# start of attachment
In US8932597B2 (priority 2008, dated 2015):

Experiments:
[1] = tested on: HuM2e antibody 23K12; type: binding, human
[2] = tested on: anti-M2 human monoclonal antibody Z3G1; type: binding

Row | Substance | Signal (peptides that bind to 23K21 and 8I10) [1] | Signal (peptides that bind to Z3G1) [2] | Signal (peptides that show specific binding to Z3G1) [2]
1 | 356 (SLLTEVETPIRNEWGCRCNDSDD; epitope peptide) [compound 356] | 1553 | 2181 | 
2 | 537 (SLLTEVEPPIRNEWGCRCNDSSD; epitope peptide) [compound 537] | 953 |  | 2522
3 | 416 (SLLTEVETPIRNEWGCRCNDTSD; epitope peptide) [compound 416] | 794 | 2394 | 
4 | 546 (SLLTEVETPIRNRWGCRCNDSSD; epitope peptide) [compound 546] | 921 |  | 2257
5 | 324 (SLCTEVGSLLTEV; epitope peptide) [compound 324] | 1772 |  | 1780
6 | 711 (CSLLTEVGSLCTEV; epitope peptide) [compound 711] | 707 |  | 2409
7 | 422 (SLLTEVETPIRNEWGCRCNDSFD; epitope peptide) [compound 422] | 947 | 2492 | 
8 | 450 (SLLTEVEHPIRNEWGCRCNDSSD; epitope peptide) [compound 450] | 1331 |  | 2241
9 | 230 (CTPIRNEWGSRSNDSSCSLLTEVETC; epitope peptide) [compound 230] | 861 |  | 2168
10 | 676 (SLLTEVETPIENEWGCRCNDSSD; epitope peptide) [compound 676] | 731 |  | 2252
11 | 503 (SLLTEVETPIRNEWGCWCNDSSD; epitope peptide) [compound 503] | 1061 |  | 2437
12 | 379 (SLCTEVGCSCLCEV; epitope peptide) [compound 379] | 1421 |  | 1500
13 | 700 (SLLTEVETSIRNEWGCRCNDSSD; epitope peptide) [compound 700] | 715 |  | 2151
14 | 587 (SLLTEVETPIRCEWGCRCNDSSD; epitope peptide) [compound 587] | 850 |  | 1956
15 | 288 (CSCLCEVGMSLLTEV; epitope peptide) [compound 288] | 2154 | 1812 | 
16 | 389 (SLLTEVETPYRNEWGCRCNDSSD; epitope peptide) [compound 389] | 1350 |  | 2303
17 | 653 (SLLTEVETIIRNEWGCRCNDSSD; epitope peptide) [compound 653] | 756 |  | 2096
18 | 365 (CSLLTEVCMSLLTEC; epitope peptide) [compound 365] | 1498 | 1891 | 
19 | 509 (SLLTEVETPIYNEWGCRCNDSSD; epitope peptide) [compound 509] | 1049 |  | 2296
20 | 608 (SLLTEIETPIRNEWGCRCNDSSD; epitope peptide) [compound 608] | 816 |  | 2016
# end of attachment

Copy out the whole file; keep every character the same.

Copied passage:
In US8932597B2 (priority 2008, dated 2015):

Experiments:
[1] = tested on: HuM2e antibody 23K12; type: binding, human
[2] = tested on: anti-M2 human monoclonal antibody Z3G1; type: binding

Row | Substance | Signal (peptides that bind to 23K21 and 8I10) [1] | Signal (peptides that bind to Z3G1) [2] | Signal (peptides that show specific binding to Z3G1) [2]
1 | 356 (SLLTEVETPIRNEWGCRCNDSDD; epitope peptide) [compound 356] | 1553 | 2181 | 
2 | 537 (SLLTEVEPPIRNEWGCRCNDSSD; epitope peptide) [compound 537] | 953 |  | 2522
3 | 416 (SLLTEVETPIRNEWGCRCNDTSD; epitope peptide) [compound 416] | 794 | 2394 | 
4 | 546 (SLLTEVETPIRNRWGCRCNDSSD; epitope peptide) [compound 546] | 921 |  | 2257
5 | 324 (SLCTEVGSLLTEV; epitope peptide) [compound 324] | 1772 |  | 1780
6 | 711 (CSLLTEVGSLCTEV; epitope peptide) [compound 711] | 707 |  | 2409
7 | 422 (SLLTEVETPIRNEWGCRCNDSFD; epitope peptide) [compound 422] | 947 | 2492 | 
8 | 450 (SLLTEVEHPIRNEWGCRCNDSSD; epitope peptide) [compound 450] | 1331 |  | 2241
9 | 230 (CTPIRNEWGSRSNDSSCSLLTEVETC; epitope peptide) [compound 230] | 861 |  | 2168
10 | 676 (SLLTEVETPIENEWGCRCNDSSD; epitope peptide) [compound 676] | 731 |  | 2252
11 | 503 (SLLTEVETPIRNEWGCWCNDSSD; epitope peptide) [compound 503] | 1061 |  | 2437
12 | 379 (SLCTEVGCSCLCEV; epitope peptide) [compound 379] | 1421 |  | 1500
13 | 700 (SLLTEVETSIRNEWGCRCNDSSD; epitope peptide) [compound 700] | 715 |  | 2151
14 | 587 (SLLTEVETPIRCEWGCRCNDSSD; epitope peptide) [compound 587] | 850 |  | 1956
15 | 288 (CSCLCEVGMSLLTEV; epitope peptide) [compound 288] | 2154 | 1812 | 
16 | 389 (SLLTEVETPYRNEWGCRCNDSSD; epitope peptide) [compound 389] | 1350 |  | 2303
17 | 653 (SLLTEVETIIRNEWGCRCNDSSD; epitope peptide) [compound 653] | 756 |  | 2096
18 | 365 (CSLLTEVCMSLLTEC; epitope peptide) [compound 365] | 1498 | 1891 | 
19 | 509 (SLLTEVETPIYNEWGCRCNDSSD; epitope peptide) [compound 509] | 1049 |  | 2296
20 | 608 (SLLTEIETPIRNEWGCRCNDSSD; epitope peptide) [compound 608] | 816 |  | 2016